Salt Lake City, Utah
June 23, 2018
June 23, 2018
July 27, 2018
Pre-College Engineering Education
Engineering notebooks are an important aspect of how engineers record their ideas. In the classroom, engineering notebooks allow students to develop their ideas, take notes, record testing and observations, and reflect on what they have learned. Structured notebooks are used to help students engage with material at greater depth through analyzing questions, formulating predictions, and interpreting results. Notebooks are an important resource for teachers to formatively assess students’ ideas. By incorporating notebooks into classroom instruction and using them to guide feedback to students, teachers can use notebooks to support student learning of engineering design in STEM integration.
This study investigates how teachers implement structured engineering notebooks within an engineering design-based STEM integration unit in upper elementary and middle school science classrooms. The study is guided by the research question: What are the variety of ways in which teachers implement structured engineering notebooks during an engineering design-based STEM integration unit? Twelve science teachers were studied with students in grades 4-8 who implemented engineering design-based STEM integration units. Although the context of the units was different, each contained a structured design challenge and had the same notebook prompts to scaffold students in the engineering design process. The teachers had a range of experiences with engineering and years of teaching experience, but they all participated in a professional development program for curriculum implementation, including use of the notebooks. Over the course of the units, ranging from 10 to 20 class periods, teachers were observed and classroom videos were analyzed along with the students’ notebooks to identify implementation strategies. Teachers implemented engineering notebooks in a variety of ways during the unit. Most teachers used them as a place for students to record individual ideas that they could then share with small group or whole class discussions. Some teachers expected students to record their individual ideas and later rewrite a response that matched the class consensus, whereas others accepted a variety of responses based on small group discussion, even if their answers were not as robust. Teachers also varied on the scaffolding they provided to students before their individual responses, and in their explicit expectations and instructions around the use of the notebooks.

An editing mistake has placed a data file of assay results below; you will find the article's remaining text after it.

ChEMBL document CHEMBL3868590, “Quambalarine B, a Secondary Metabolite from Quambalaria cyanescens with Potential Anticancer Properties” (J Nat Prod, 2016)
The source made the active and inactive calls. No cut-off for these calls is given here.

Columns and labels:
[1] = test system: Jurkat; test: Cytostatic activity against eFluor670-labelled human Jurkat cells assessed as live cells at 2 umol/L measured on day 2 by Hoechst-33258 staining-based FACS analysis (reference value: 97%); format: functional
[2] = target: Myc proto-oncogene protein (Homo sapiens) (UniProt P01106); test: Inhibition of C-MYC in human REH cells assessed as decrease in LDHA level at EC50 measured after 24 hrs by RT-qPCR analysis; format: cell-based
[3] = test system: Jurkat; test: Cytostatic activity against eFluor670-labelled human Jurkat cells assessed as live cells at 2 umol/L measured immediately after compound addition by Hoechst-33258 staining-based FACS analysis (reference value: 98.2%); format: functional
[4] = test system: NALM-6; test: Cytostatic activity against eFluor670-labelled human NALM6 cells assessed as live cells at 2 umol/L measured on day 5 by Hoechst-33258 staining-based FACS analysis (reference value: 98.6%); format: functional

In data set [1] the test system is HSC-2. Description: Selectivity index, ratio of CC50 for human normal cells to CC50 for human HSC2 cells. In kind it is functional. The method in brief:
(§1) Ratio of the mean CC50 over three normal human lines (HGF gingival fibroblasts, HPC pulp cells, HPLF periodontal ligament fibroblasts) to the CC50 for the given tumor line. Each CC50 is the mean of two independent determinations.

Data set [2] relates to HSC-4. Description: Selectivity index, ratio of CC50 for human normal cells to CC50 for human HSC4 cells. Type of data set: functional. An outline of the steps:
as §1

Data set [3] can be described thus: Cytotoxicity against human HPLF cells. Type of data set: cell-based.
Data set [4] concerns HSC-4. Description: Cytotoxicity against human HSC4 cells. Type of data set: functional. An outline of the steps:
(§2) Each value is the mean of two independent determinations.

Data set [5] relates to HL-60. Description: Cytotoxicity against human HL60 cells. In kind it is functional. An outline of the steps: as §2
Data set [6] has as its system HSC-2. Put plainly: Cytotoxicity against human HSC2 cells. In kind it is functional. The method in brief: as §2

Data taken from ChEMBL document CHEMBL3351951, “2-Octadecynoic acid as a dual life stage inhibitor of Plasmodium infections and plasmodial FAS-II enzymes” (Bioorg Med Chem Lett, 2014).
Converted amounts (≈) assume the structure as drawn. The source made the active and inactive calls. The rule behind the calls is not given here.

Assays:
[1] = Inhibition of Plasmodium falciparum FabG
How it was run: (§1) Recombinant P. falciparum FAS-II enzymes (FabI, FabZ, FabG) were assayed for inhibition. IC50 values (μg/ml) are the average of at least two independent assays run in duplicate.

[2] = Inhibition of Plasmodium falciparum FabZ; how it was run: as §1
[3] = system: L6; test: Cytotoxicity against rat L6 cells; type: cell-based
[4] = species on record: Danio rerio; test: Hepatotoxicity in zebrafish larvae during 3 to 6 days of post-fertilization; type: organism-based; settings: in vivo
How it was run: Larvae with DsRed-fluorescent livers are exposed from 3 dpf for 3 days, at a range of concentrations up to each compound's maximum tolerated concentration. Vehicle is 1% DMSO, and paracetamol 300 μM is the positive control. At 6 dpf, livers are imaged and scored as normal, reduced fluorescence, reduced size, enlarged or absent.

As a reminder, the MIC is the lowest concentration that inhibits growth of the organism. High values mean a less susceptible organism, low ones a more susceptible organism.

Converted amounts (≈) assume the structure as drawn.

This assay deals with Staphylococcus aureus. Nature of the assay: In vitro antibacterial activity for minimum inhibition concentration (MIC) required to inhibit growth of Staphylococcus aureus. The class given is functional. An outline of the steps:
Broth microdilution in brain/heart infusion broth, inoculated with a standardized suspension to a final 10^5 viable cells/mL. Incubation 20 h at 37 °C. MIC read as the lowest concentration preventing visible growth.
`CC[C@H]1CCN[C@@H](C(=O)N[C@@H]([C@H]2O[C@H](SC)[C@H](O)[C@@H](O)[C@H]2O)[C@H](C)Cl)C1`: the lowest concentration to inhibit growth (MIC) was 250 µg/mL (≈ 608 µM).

This study provides insights into the ways in which teachers utilize engineering notebooks to guide their students to complete an engineering challenge and integrate their science and mathematics knowledge with engineering. It has implications to consider the effectiveness of the different methods in teaching engineering design to intermediate grade students.
Merzdorf, H. E., & Johnston, A. C., & Douglas, K. A., & Moore, T. J. (2018, June), Teacher Implementation of Structured Engineering Notebooks in Engineering Design-based STEM Integration Units (Fundamental) Paper presented at 2018 ASEE Annual Conference & Exposition , Salt Lake City, Utah. https://peer.asee.org/31044
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